Having regard to the view I hold that the relief properly granted in the case should be confined to the relief sought, it is not expedient to deal with the other issues in the appeal which relate to matters beyond and outside the relief claimed in the case. It suffices to hold that the court below was right in holding that the trial court had jurisdiction to entertain the claim before it and that the two issues born out of wedlock are entitled in equal shares with the two other issues of the marriage of the deceased and the widow.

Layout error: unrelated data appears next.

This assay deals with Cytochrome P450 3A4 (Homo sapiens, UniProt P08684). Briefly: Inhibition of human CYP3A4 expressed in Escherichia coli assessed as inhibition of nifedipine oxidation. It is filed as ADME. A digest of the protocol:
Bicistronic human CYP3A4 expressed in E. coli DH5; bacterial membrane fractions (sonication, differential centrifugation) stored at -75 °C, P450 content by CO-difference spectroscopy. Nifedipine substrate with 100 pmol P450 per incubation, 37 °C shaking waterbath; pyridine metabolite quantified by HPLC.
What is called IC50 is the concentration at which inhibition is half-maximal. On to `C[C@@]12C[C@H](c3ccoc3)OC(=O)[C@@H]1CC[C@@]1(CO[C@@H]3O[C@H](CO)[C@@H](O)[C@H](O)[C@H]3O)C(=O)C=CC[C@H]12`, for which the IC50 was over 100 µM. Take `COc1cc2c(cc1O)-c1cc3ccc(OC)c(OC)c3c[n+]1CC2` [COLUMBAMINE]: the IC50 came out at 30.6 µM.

For the reasons I have given, the appeal succeeds. The orders made by the court below excluding certain properties from the estate, giving certain properties to the deceased’s widow, directing valuation of the estate and all orders consequential thereto, are set aside. For avoidance of doubt, the order setting aside the letter of administration granted to the 1st defendant remains and it is hereby declared that the estate falls to be distributed, in due time, in accordance with the provisions of the Administration of Estates Law, Laws of Bendel State of Nigeria. There is no order as to costs.